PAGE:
The holiday period was to some extent dominated by the Ashley Madison hacking and the havoc is wrecked for both organisations and individuals as summarized in this months blog and the on-going saga of Hilary Clinton’s emails sent on her personal account. In between there was a piece we noted about Finland now teaching keyboard skills rather than cursive (joined-up) writing.
The Ashley Madison story
Hilary Clinton email saga
The keyboard overtakes cursive writing
How well do you protect your on-line reputation to avoid an email disaster? The hacking of Ashley Madison website (the dating agency) provided some statutory lessons about how one’s reputation can be destroyed in a nano second. In a nutshell, this well known dating agency’s data was hacked. Details of about 33 million accounts were released including peoples sexual preferences and fantasies linked to their email address. They also cracked passwords and credit card information.
What made people and business’s more twitchy than usual was that names were associated with companies, because many were silly enough to use their business email address. Technology companies listed included Apple, HP, IBM Sony, Snapchat and Vodafone. Many others were Government officials and household business names.
As a result we have seen some people resigning from their jobs and at least one suicide.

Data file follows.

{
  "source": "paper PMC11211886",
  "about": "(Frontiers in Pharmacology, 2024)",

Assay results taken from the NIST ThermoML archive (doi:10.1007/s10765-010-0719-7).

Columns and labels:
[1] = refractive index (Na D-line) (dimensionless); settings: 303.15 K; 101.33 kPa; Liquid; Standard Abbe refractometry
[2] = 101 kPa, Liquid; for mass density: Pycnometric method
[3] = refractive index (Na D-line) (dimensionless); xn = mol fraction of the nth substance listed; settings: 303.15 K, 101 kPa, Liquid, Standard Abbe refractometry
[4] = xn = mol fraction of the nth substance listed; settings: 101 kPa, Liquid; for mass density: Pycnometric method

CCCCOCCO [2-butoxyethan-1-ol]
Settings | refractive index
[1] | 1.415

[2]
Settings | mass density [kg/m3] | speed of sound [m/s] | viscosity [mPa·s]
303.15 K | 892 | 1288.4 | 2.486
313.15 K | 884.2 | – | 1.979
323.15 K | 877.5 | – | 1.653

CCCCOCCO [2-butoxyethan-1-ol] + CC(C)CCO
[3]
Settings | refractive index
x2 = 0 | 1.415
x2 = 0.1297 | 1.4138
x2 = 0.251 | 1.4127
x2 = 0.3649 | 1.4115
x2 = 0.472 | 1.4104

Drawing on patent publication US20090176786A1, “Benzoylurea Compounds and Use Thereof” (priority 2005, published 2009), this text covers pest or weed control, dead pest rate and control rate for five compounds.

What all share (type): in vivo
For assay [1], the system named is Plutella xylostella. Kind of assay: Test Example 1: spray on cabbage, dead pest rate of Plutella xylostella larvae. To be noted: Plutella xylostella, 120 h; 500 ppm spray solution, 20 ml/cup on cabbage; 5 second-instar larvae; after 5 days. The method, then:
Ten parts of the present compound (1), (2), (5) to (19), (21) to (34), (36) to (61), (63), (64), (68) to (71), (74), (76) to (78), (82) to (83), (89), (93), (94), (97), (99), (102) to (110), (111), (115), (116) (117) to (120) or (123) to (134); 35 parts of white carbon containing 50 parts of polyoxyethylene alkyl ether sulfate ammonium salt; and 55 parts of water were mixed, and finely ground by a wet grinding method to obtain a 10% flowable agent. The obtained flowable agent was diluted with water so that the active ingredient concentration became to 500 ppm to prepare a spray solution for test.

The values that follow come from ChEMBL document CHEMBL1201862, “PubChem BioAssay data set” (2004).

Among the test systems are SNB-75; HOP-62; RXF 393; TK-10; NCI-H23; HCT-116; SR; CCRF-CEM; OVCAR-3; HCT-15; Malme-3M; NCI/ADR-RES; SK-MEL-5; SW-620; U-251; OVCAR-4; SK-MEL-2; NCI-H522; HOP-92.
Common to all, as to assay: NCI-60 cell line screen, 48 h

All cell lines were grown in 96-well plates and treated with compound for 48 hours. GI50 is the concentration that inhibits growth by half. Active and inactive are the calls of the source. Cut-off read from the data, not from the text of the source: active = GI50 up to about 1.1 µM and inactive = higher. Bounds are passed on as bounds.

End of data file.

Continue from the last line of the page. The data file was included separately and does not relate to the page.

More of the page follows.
This highly visible hack provides several very pertinent lessons both for us as individual users and corporately for the business. None are new. Perhaps the surprising fact is that so many people continued to forget to bolt the door securely on their on-line identity until it is too late.
Lesson 1 – never use your business email address for anything other than business unless it is an emergency. Use a personal email address for all social emails.
Lesson 2 – be very vigilant about what information you post on websites because In reality nothing is private on the internet. Several people paid to have their profile removed but it still turned up.
Lesson 3 – before hitting send and posting information think about the consequences to yourself should someone else find it, for example either through hacking or worse still close friend or partner.
Lesson 4 – set strong passwords. One survey revealed that over 120 people use simple ones like 123456. Click here for more about password management.
Lesson 5 – spend time developing a crisis management plan whether for your business or self in the event of such a disaster.
This won’t be the last high profile hack but hopefully some will take these five lesson seriously and especially use their business email address more cautiously to manage their own and their company image more carefully.
Call Mesmo Consultancy now to discuss how we have helped our clients to improve the management of their on-line reputation to avoid an email disaster like this and the Sony email disaster.